A Trip to the Museum of Anthropology

We have been to museums on 5 continents and all across the United States and The Museum of Anthropology in Mexico City is among our most favorite. The museum is divided into wings that tell cohesive narratives of Mexico, ranging from pre-Colombus to modern times, all of which are beautifully curated in both English and Spanish. Even the architecture, like the structural column below, is striking.

Here are a few of our favorite things that we saw while there:

This is the Figurilla Zohapilco, a 5,000 year old fertility figurine and the oldest mesoamerican ceramic figure ever found. It broke my heart to see that most every one walked directly past her without a second glance.


This Dintel from 600-800 BCE is a hieroglyphic telling of the Yaxchilan dynasty. It features the heads of deities and animals, including the monkey, who represents the sun. It’s really hard to interpret for the likes of us but perhaps you’ll have better luck.


This is a monolith of Chalchiuhtlicue, consort/analog to the god Tlaloc. She is the goddess of horizontal waters: lakes, lagoons, and rivers. Found in front of the Pyramid of the Moon, Teotihuacan, from 300-800 BCE.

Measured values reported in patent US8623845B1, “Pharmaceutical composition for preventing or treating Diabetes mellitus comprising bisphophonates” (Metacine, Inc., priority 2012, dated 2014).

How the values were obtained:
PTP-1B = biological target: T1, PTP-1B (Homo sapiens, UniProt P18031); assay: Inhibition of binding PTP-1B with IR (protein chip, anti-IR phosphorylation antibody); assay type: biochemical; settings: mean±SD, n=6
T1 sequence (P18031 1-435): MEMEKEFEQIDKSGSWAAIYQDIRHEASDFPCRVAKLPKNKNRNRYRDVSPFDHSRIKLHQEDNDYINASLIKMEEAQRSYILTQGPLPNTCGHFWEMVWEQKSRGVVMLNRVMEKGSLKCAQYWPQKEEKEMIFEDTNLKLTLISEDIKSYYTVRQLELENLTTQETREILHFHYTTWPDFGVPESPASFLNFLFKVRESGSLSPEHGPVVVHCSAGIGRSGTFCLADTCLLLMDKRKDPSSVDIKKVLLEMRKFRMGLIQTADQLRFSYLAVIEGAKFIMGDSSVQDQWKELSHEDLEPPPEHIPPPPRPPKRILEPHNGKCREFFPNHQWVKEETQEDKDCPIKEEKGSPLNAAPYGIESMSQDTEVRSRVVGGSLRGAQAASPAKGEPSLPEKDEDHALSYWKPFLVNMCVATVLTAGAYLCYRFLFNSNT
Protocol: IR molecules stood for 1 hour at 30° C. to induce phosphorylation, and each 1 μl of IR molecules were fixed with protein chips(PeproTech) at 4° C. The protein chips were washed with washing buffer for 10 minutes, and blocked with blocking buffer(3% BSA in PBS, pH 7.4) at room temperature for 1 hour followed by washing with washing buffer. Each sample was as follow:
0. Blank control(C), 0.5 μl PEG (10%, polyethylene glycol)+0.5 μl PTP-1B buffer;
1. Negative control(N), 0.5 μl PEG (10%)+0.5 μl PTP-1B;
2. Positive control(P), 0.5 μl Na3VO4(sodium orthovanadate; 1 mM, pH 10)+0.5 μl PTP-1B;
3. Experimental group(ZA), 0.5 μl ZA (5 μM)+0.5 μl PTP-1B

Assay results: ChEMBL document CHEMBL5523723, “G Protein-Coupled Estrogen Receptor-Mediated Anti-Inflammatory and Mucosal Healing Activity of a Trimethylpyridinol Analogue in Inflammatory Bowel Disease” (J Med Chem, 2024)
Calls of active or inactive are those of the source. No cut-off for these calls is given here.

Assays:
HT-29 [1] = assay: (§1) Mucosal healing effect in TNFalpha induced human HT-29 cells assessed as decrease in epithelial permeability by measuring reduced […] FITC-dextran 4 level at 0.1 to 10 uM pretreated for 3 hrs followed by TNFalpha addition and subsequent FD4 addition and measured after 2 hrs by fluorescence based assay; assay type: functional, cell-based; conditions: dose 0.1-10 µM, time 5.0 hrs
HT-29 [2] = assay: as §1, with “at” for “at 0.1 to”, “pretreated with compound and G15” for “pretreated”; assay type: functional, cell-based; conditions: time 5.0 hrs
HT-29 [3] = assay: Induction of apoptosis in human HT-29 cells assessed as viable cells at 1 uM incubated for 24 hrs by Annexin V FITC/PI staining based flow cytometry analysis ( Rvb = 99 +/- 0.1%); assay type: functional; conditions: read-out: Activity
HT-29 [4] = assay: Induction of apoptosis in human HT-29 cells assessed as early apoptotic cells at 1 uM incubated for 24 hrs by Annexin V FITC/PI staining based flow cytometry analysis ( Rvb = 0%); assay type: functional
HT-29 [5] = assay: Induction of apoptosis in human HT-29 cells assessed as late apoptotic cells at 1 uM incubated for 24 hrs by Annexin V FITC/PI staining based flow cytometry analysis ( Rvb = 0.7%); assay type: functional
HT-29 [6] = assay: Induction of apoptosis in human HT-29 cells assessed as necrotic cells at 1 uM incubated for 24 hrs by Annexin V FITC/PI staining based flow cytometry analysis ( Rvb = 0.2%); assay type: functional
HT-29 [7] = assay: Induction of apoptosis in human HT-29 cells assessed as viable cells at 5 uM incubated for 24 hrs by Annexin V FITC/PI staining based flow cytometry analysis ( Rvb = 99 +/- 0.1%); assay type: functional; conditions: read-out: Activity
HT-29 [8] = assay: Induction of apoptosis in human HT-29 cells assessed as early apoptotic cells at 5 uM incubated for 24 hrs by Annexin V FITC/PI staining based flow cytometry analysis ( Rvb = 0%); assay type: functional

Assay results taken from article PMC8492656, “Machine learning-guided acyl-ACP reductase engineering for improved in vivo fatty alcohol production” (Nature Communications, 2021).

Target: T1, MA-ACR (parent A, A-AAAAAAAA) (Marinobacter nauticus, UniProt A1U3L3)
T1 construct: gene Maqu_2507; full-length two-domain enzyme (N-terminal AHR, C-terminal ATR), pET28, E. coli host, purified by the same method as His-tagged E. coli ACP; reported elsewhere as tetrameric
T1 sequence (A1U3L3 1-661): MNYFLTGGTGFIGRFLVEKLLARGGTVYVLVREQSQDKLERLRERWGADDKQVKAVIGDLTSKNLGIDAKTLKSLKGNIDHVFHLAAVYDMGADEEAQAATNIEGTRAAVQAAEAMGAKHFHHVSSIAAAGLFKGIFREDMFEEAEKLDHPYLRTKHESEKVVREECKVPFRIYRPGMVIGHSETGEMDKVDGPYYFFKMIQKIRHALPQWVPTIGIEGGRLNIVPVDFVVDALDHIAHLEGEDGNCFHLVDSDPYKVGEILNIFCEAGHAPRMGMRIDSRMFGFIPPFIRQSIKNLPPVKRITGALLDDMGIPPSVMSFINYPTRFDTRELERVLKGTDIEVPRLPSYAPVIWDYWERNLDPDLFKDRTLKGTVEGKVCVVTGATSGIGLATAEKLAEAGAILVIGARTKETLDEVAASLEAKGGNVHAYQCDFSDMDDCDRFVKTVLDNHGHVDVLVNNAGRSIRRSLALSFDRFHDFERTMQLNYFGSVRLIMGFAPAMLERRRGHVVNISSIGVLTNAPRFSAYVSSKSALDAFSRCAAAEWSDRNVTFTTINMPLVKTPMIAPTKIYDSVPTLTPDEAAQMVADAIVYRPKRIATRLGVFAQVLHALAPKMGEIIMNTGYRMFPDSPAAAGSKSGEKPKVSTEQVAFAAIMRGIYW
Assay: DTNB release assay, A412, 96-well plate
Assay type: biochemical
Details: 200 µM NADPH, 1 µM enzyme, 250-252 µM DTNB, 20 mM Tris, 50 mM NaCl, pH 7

Chac-Mool is a messenger between man and the gods, ready to receive offerings of food or blood in his abdominal cavity.


Disclaimer: this is a recreation. In the back yard of the museum, they have built beautiful replicas of remote tombs and temples from around the country. This has inspired us to plan another trip to the Yucatan asap.


Totonaca, old man god of fire. 150-650 BCE, Veracruz.


Beautiful, nearly 3000 year old book.


Josh with a water deity monolith from the Teotihuacan culture, 100-850 BCE.


Nicole in front of a tomb decoration from the Teotihuacan culture.


Tomb sculpture from the Teotihuacan culture.